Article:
The United Rhythm of Bells Atlas 

Strong bonds among the Oakland band’s members have transformed it into a powerful live act.


When nine musicians with enormous drums appeared on the balcony of The New Parish during Bells Atlas' recent show, they were barely visible to most of the crowd. It was late in the Oakland band's set, during the new track "Capable People," but when the batería (the percussion section of a Brazilian samba band) joined in, it created an infectious high — a cathartic feeling that adequately captured the sense of accomplishment the band achieved upon releasing its self-titled debut album on June 18, after two years in the making.

Judging by the polished performance, it felt as if the band had rehearsed this collaboration for weeks, but rehearsals started only a week and a half before the show. The idea had been brewing in Bells Atlas drummer/percussionist Geneva Harrison's head for several months. Typically, baterías perform with dancers in the street for days on end at Carnival. Harrison wanted to try to capture the raw energy that such a large drumming group can bring to the live experience, and lead vocalist Sandra Lawson-Ndu thought it could add to the "fullness" of the band's music.

However, the week leading up to the performance was hectic, recalled guitarist Derek Barber on the blindingly sunny morning following the show. Despite the rehearsals, all the performers hadn't actually been in the same room at the same time. "Is it going to work? Is something going to train wreck?" Barber said he wondered as the band began to launch into the song at The New Parish. "This is crazy!"

It turns out it wasn't. But such creative risks are one of the hallmarks of Bells Atlas' live shows, setting it apart from other young bands. Locally, people have taken note: Bells Atlas has booked upcoming gigs at the Redwood Grove Concert Series on July 25, The Independent on July 28, Brick and Mortar Music Hall on August 17, Oaklandish on September 6, and The Hemlock Tavern on September 13.

What most defines the band's style, especially live, is its seamless vibing and sense of rhythm. Its sound escapes easy categorization, but includes elements of samba, West African highlife, post-rock, soul, and indie rock. In a live setting, it's hard to pin down exactly what sounds are coming from which member, as the pace and style of the songs change quickly, often in unexpected ways.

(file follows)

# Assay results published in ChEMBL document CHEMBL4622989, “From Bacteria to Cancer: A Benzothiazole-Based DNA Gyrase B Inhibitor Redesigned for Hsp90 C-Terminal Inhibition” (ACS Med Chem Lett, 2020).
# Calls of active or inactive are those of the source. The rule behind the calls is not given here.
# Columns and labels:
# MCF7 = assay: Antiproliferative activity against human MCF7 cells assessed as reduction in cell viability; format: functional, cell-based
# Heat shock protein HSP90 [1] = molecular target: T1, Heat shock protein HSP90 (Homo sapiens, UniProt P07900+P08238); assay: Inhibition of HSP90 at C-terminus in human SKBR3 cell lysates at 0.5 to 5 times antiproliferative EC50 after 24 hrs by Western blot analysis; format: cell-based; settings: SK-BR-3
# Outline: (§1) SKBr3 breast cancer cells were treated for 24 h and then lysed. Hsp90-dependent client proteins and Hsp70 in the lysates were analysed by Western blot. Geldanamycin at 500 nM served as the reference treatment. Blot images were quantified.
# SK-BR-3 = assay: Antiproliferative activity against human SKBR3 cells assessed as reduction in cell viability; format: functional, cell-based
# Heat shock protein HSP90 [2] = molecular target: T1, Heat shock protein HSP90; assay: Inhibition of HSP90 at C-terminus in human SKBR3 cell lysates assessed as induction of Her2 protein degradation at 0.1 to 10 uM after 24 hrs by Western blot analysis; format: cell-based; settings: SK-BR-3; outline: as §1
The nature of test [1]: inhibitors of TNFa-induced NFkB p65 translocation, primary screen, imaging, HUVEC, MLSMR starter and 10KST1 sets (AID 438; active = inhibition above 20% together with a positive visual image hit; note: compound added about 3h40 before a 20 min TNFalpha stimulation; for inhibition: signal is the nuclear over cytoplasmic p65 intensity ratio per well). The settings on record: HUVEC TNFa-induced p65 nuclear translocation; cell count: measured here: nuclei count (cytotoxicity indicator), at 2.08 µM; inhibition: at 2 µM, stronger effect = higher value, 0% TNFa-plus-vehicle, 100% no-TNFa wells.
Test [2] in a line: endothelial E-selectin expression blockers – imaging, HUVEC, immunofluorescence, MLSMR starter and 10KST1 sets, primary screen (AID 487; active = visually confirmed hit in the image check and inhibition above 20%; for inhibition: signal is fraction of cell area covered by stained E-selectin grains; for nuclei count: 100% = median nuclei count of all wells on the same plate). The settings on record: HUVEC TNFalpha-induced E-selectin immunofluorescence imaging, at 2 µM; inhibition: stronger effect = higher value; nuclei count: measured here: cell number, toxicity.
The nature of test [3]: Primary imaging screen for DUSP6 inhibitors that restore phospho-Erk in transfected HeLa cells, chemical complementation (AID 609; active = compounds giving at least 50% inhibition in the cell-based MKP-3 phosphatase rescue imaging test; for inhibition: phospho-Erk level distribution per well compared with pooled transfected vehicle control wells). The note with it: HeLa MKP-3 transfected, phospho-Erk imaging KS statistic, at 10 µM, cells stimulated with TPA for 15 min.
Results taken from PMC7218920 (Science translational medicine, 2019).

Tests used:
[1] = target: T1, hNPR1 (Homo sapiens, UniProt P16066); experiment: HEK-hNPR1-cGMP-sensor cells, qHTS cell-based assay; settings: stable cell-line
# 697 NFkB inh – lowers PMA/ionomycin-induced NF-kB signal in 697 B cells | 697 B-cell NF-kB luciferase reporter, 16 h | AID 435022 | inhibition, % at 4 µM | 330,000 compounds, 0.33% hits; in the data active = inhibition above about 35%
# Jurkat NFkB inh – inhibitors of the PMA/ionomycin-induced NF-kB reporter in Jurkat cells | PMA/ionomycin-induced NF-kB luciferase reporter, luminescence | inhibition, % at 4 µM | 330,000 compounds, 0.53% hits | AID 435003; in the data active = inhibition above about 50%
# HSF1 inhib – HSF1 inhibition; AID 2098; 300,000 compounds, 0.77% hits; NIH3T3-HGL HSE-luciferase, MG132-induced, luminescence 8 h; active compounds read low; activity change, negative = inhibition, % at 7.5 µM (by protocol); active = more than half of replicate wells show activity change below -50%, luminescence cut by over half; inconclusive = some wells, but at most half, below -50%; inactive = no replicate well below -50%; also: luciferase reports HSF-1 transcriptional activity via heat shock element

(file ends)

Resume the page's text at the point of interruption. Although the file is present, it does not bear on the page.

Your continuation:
The four musicians in Bells Atlas met in 2011, and they're all transplants to the East Bay who moved here for common reasons: the diversity, open-mindedness, creative community, and good weather. Lawson-Ndu and Doug Stuart originally played together as a duo, with Stuart on upright bass, after she approached him at Guerilla Cafe. Stuart went to college at the University of Michigan in Ann Arbor with Barber, who joined soon after. They performed together only once as a trio. Harrison, who had just moved to the Bay Area and had recently been hired at Guerilla Cafe, saw the band play there, and knew she had to become a part of it.

The band's lush sound is further set apart by Lawson-Ndu's enigmatic vocals. Her smooth, rich voice anchors most of the new album's tracks, almost as if she's whispering directly into your ear and, by extension, your core. Although Bells Atlas sounds at first like a life-affirming pop album, a closer listen reveals there are darker, more complex lyrical themes of mortality and loss that bubble beneath.

According to Lawson-Ndu, her singing is directly inspired by the stories she hears in the "worlds of music" each member creates. "What's awesome about this band is that when we say that we all bring something to the table, it doesn't just have to do with our own instruments," Lawson-Ndu said. "We really collectively talk about all the sounds that are happening. It's not just about what we have our hands on."

"There's just enough of an overlap between everybody that it ties it together," Harrison added. "I feel like I share a thing with Derek with the elements of post-rock and punk rock — not that that necessarily comes out in our music, but there's an edge I feel we share in rock music. With Doug, I feel a connection between soul music and groove and also fourths — the interval of fourths, of the earth, of pentatonic scales. And with Sandra, I feel rhythmically there is such a bond there, and the cultural influences of West Africa and Brazil."

It's clear that the band has grown close over the past two years. "Outside of the band does not exist," Stuart declared emphatically.

Harrison concurred: "It's a family, it's a relationship — it's this ever-evolving getting to know each other as musicians and as people. It's very webbed and deep, our connection with each other."

Before it got too warm and fuzzy, Barber joked, "When you said that I thought of like a duck-billed platypus — webbed and deep."

And they all laughed, in unison.

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